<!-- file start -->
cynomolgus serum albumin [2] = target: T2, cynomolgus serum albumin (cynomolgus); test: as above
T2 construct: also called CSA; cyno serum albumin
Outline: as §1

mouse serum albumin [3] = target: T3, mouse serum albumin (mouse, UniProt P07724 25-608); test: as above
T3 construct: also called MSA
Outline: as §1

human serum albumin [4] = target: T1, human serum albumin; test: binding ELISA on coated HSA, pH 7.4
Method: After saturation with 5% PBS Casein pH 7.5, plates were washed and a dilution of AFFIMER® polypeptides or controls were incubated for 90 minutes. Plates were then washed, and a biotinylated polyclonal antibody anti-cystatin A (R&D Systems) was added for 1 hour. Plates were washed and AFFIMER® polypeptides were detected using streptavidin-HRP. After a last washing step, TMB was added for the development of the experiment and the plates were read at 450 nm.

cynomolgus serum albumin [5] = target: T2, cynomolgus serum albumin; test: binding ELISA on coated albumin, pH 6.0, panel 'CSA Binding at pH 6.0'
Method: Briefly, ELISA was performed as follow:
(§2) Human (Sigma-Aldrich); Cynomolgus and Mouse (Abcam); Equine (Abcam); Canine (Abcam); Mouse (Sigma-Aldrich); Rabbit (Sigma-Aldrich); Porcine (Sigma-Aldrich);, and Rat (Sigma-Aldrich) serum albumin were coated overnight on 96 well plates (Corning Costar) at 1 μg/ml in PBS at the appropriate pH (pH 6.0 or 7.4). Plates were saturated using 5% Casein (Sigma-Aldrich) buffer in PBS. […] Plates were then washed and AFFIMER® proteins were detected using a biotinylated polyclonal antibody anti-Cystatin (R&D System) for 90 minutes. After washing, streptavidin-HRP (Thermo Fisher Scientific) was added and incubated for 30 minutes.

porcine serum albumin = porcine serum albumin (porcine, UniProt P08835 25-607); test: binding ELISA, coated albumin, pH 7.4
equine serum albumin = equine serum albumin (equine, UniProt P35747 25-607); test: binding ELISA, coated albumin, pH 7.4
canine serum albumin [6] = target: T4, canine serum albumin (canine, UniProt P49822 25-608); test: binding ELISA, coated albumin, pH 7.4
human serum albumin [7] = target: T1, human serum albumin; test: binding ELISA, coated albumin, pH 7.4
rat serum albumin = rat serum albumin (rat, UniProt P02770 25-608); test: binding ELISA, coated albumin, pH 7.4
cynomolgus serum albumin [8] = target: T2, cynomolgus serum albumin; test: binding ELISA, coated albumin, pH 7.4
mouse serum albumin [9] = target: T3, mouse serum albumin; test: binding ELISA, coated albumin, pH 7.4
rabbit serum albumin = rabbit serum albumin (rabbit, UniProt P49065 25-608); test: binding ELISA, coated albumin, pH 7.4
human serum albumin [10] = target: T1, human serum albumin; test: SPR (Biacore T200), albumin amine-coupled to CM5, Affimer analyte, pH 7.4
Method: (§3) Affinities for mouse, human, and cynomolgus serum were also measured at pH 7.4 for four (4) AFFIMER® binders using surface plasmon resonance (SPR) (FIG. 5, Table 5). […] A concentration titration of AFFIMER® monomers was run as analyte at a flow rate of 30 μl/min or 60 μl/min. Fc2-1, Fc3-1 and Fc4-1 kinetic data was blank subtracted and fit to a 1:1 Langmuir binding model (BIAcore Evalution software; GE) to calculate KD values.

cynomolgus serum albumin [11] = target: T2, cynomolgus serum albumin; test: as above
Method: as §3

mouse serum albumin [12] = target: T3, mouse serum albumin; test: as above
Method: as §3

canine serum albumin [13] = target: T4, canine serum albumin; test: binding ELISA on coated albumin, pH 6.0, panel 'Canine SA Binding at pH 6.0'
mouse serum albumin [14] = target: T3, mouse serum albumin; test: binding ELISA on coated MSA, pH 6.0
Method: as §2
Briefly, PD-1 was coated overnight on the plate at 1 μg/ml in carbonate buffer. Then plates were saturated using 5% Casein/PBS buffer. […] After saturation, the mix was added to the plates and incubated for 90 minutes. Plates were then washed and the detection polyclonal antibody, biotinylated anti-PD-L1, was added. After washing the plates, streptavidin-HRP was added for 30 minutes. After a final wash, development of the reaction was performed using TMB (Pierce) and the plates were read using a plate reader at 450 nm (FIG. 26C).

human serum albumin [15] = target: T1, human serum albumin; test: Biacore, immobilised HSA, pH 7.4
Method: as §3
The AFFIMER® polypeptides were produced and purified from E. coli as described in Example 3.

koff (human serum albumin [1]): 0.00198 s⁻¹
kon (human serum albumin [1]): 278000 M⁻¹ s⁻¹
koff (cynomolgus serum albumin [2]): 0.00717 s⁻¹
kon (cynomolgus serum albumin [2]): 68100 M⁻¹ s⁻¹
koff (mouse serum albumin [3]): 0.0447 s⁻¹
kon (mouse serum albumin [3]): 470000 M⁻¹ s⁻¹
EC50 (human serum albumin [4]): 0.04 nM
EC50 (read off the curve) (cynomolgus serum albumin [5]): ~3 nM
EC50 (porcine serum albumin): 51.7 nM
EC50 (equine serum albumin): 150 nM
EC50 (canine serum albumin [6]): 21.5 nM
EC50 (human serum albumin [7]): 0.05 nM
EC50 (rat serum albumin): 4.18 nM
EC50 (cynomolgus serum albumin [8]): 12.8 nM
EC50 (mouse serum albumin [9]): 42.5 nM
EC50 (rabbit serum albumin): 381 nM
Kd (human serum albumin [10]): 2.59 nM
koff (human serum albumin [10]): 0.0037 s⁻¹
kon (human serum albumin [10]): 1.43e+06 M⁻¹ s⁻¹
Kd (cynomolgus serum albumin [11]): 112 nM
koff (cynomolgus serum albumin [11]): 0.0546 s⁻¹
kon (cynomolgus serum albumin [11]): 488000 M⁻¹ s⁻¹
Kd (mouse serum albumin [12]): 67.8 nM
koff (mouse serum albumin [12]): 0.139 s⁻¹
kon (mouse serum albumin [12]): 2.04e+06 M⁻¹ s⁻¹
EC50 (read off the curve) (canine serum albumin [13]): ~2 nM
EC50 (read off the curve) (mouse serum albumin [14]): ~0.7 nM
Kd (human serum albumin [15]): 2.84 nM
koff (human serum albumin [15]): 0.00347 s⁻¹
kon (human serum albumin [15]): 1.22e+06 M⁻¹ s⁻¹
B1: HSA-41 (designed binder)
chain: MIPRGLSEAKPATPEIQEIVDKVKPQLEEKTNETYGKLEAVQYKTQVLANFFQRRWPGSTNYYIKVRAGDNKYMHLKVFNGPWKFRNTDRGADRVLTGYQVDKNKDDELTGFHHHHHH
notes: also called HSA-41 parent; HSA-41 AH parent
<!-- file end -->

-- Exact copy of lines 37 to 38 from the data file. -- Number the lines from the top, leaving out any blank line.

koff (mouse serum albumin [3]): 0.0447 s⁻¹
kon (mouse serum albumin [3]): 470000 M⁻¹ s⁻¹